Schooler denied that he had murdered Mary Sholy, but the jury found him guilty, and he was sentenced to hang. The court and the clergy tried desperately to persuade Schooler to confess, but he would not. Schooler was contrite at his execution, saying he had told many lies to excuse himself, but he vehemently denied that he had killed or ravished Mary Sholy. Some ministers and others argued that the evidence against him was not sufficient to take away his life, but Governor Winthrop disagreed and denied Schooler a reprieve, saying: "But the court held him worthy of death, in undertaking the charge of a shiftless maid, and leaving her (when he might have done otherwise) in such a place, as he knew she must needs parish, if not preserved by means unknown."
William Schooler was sentenced to hang on September 28, 1637.CHAPTER 2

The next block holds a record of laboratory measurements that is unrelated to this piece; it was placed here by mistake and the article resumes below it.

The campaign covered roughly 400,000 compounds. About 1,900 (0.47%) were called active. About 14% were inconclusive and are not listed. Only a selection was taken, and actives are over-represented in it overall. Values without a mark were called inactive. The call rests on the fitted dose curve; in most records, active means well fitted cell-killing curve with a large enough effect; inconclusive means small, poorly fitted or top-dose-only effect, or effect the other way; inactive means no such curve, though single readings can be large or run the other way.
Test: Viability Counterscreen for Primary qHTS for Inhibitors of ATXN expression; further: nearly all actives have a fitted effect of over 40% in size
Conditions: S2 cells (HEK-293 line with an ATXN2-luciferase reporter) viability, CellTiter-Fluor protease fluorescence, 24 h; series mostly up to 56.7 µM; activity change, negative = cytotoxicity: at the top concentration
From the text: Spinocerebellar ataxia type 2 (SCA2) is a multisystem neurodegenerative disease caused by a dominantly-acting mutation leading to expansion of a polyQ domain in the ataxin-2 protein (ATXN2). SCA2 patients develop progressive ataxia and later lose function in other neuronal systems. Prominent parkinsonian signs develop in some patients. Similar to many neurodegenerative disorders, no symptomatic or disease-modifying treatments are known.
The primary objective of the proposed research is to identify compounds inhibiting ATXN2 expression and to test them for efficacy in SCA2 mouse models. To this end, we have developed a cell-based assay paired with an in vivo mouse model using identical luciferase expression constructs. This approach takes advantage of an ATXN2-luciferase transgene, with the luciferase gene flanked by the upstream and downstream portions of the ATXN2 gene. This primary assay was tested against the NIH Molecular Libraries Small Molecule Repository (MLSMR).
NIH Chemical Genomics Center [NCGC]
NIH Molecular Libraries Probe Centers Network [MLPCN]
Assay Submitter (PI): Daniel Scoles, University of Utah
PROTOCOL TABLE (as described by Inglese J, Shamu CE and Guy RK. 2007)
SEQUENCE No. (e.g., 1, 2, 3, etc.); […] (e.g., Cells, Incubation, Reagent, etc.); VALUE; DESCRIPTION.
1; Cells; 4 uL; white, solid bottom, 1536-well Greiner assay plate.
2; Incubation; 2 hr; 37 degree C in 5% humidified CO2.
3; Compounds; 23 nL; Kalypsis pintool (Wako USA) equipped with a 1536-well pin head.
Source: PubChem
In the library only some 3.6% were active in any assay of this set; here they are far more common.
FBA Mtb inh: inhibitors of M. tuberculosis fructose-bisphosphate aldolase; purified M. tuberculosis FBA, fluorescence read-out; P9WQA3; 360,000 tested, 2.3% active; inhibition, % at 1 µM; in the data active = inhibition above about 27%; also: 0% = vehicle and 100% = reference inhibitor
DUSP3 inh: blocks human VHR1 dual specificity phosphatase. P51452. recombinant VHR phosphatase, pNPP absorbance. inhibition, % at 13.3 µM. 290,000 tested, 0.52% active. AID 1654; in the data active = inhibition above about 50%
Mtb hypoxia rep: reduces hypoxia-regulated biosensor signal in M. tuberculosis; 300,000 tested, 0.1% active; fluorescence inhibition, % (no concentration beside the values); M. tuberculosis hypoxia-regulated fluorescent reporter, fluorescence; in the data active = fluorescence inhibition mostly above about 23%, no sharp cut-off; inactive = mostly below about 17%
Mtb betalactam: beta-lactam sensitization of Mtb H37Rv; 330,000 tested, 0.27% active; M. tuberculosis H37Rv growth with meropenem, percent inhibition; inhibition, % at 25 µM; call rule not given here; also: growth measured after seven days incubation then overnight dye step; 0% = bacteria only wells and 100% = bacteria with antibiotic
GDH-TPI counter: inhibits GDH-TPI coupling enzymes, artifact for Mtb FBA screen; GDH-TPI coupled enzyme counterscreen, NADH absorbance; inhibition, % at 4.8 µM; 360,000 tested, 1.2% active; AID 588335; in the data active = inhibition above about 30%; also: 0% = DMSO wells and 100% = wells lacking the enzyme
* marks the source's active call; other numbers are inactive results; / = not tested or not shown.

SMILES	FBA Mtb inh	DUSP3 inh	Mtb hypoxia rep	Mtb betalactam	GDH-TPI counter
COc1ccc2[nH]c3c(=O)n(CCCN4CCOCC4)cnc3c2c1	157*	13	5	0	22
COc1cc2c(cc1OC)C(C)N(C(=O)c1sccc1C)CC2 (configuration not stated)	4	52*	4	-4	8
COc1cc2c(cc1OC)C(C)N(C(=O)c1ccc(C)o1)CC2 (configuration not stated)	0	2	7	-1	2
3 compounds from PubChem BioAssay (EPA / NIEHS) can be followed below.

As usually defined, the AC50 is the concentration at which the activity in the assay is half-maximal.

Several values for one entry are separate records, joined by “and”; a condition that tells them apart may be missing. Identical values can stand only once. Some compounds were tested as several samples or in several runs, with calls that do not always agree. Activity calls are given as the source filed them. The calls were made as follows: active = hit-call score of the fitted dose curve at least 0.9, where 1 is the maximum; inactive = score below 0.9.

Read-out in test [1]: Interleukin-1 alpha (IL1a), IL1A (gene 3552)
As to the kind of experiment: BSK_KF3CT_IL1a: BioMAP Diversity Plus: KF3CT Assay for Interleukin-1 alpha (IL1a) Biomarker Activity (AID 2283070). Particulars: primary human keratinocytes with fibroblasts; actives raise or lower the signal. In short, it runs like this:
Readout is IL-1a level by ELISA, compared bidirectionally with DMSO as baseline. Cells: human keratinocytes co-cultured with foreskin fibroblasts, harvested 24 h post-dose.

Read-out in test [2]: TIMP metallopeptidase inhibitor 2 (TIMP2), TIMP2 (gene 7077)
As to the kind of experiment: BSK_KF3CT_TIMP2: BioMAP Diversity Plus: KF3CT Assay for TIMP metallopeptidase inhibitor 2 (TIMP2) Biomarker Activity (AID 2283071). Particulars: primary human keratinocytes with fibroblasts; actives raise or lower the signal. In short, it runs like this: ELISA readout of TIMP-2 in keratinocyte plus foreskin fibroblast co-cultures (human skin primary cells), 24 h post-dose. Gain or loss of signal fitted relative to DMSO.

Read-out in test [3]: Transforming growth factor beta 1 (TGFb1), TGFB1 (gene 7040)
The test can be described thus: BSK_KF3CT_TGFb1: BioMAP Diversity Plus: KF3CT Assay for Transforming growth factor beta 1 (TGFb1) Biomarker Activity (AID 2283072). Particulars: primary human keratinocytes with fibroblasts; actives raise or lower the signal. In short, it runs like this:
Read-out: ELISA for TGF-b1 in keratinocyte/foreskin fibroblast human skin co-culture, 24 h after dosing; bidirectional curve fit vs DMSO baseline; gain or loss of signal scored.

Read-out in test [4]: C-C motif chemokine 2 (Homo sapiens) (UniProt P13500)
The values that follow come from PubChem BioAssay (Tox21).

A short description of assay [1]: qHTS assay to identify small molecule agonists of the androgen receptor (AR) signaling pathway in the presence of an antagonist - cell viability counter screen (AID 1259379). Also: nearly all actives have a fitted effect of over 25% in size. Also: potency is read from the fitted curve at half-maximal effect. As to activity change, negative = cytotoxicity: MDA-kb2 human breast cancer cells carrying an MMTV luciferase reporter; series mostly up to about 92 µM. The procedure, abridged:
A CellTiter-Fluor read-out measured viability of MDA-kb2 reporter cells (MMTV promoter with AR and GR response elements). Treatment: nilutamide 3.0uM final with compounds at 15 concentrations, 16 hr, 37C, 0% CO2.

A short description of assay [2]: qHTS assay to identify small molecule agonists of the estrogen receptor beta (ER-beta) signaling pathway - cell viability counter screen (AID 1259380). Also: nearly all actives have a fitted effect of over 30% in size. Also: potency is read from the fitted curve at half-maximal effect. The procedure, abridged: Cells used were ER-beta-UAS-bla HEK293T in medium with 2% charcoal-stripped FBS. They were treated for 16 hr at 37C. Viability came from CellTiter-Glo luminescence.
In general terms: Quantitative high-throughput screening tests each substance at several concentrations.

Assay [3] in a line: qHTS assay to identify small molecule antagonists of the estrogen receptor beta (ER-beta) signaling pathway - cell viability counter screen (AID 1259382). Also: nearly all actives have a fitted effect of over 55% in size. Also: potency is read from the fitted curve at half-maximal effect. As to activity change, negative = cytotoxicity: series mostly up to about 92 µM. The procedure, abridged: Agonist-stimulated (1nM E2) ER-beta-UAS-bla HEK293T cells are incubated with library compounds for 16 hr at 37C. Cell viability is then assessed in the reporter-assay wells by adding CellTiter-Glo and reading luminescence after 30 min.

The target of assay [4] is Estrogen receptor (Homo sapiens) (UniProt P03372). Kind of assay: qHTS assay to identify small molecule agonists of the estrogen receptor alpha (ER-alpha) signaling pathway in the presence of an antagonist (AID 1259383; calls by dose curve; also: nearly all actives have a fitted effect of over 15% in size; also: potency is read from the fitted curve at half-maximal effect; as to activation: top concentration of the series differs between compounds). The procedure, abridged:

CRIME AND PUNISHMENT
The Scarlet Letter, by Salem author Nathaniel Hawthorne, was set in a Puritan Massachusetts village in 1642. In the book, young Hester Prynne is forced to wear the letter "A" on her breast as a badge of shame for her sin of adultery. This type of punishment — shaming the convicted criminal — was common in the towns of Essex County in the seventeenth century. While punishment might also include whipping, branding or imprisoning the sinner, public humiliation was always as important as physical pain.
On September 3, 1633, an inhabitant of Ipswich was sentenced to pay twenty pounds and stand with "a white sheet of paper on his back whereon 'Drunkard' is written in great letters" for "abusing himself shamefully with drink and enticing his neighbor's wife to incontinency and other misdemeanors."
On March 5, 1639, a person was severely whipped in Boston and Ipswich and forced to wear the letter "V" on his outer garment for the crime of "lewd attempts."